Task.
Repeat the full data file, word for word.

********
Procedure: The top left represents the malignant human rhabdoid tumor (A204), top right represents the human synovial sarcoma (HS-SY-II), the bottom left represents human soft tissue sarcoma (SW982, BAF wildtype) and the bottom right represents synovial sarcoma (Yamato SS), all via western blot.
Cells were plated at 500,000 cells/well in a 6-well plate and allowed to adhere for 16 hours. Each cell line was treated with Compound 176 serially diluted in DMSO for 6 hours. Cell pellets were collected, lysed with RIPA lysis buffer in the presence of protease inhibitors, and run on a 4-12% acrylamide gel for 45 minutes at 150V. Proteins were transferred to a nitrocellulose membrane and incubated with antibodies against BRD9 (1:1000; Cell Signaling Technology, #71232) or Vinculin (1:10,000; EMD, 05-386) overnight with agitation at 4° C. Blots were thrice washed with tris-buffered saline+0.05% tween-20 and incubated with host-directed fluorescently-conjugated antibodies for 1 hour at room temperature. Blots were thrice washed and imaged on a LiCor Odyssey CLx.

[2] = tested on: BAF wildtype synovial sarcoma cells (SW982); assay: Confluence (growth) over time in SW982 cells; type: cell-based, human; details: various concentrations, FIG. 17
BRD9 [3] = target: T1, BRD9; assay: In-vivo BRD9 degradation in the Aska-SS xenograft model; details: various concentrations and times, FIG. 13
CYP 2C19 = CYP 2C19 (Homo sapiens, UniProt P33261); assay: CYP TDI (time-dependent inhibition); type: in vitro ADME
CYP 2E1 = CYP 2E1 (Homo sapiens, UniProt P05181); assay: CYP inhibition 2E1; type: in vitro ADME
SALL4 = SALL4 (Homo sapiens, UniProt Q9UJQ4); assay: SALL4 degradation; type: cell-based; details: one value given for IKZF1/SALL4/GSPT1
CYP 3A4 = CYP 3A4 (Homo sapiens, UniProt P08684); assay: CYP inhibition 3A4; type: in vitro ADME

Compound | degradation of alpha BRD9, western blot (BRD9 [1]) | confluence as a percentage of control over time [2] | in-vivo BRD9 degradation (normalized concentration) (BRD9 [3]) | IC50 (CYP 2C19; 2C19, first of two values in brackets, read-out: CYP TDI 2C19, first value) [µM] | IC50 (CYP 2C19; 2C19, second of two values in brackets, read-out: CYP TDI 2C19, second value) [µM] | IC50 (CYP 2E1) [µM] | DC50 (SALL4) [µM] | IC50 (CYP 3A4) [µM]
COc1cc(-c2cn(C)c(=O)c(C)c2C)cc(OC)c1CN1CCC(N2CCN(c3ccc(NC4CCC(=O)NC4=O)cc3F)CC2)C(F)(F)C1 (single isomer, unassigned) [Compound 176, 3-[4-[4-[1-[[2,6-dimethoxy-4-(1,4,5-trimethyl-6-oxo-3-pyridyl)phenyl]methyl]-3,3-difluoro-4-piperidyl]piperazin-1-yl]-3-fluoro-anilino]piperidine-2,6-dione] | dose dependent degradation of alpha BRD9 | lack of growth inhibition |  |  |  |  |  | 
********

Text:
Procedure: The top left represents the malignant human rhabdoid tumor (A204), top right represents the human synovial sarcoma (HS-SY-II), the bottom left represents human soft tissue sarcoma (SW982, BAF wildtype) and the bottom right represents synovial sarcoma (Yamato SS), all via western blot.
Cells were plated at 500,000 cells/well in a 6-well plate and allowed to adhere for 16 hours. Each cell line was treated with Compound 176 serially diluted in DMSO for 6 hours. Cell pellets were collected, lysed with RIPA lysis buffer in the presence of protease inhibitors, and run on a 4-12% acrylamide gel for 45 minutes at 150V. Proteins were transferred to a nitrocellulose membrane and incubated with antibodies against BRD9 (1:1000; Cell Signaling Technology, #71232) or Vinculin (1:10,000; EMD, 05-386) overnight with agitation at 4° C. Blots were thrice washed with tris-buffered saline+0.05% tween-20 and incubated with host-directed fluorescently-conjugated antibodies for 1 hour at room temperature. Blots were thrice washed and imaged on a LiCor Odyssey CLx.

[2] = tested on: BAF wildtype synovial sarcoma cells (SW982); assay: Confluence (growth) over time in SW982 cells; type: cell-based, human; details: various concentrations, FIG. 17
BRD9 [3] = target: T1, BRD9; assay: In-vivo BRD9 degradation in the Aska-SS xenograft model; details: various concentrations and times, FIG. 13
CYP 2C19 = CYP 2C19 (Homo sapiens, UniProt P33261); assay: CYP TDI (time-dependent inhibition); type: in vitro ADME
CYP 2E1 = CYP 2E1 (Homo sapiens, UniProt P05181); assay: CYP inhibition 2E1; type: in vitro ADME
SALL4 = SALL4 (Homo sapiens, UniProt Q9UJQ4); assay: SALL4 degradation; type: cell-based; details: one value given for IKZF1/SALL4/GSPT1
CYP 3A4 = CYP 3A4 (Homo sapiens, UniProt P08684); assay: CYP inhibition 3A4; type: in vitro ADME

Compound | degradation of alpha BRD9, western blot (BRD9 [1]) | confluence as a percentage of control over time [2] | in-vivo BRD9 degradation (normalized concentration) (BRD9 [3]) | IC50 (CYP 2C19; 2C19, first of two values in brackets, read-out: CYP TDI 2C19, first value) [µM] | IC50 (CYP 2C19; 2C19, second of two values in brackets, read-out: CYP TDI 2C19, second value) [µM] | IC50 (CYP 2E1) [µM] | DC50 (SALL4) [µM] | IC50 (CYP 3A4) [µM]
COc1cc(-c2cn(C)c(=O)c(C)c2C)cc(OC)c1CN1CCC(N2CCN(c3ccc(NC4CCC(=O)NC4=O)cc3F)CC2)C(F)(F)C1 (single isomer, unassigned) [Compound 176, 3-[4-[4-[1-[[2,6-dimethoxy-4-(1,4,5-trimethyl-6-oxo-3-pyridyl)phenyl]methyl]-3,3-difluoro-4-piperidyl]piperazin-1-yl]-3-fluoro-anilino]piperidine-2,6-dione] | dose dependent degradation of alpha BRD9 | lack of growth inhibition |  |  |  |  |  | 